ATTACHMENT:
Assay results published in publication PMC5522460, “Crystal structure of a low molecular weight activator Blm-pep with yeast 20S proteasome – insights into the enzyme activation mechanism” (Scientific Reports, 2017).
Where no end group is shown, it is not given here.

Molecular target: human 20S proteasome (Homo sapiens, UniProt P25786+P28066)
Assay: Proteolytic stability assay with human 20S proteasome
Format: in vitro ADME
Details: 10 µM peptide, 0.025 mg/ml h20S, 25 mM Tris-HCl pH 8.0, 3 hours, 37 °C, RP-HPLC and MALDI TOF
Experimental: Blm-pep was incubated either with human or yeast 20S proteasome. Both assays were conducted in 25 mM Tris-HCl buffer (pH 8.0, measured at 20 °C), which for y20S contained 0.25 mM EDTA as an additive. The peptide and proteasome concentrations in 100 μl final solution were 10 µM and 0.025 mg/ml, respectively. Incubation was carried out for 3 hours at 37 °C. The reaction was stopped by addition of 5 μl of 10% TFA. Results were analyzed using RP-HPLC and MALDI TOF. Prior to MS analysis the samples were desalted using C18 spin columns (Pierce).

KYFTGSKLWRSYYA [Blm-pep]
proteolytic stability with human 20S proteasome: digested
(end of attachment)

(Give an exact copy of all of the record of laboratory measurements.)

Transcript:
Assay results published in publication PMC5522460, “Crystal structure of a low molecular weight activator Blm-pep with yeast 20S proteasome – insights into the enzyme activation mechanism” (Scientific Reports, 2017).
Where no end group is shown, it is not given here.

Molecular target: human 20S proteasome (Homo sapiens, UniProt P25786+P28066)
Assay: Proteolytic stability assay with human 20S proteasome
Format: in vitro ADME
Details: 10 µM peptide, 0.025 mg/ml h20S, 25 mM Tris-HCl pH 8.0, 3 hours, 37 °C, RP-HPLC and MALDI TOF
Experimental: Blm-pep was incubated either with human or yeast 20S proteasome. Both assays were conducted in 25 mM Tris-HCl buffer (pH 8.0, measured at 20 °C), which for y20S contained 0.25 mM EDTA as an additive. The peptide and proteasome concentrations in 100 μl final solution were 10 µM and 0.025 mg/ml, respectively. Incubation was carried out for 3 hours at 37 °C. The reaction was stopped by addition of 5 μl of 10% TFA. Results were analyzed using RP-HPLC and MALDI TOF. Prior to MS analysis the samples were desalted using C18 spin columns (Pierce).

KYFTGSKLWRSYYA [Blm-pep]
proteolytic stability with human 20S proteasome: digested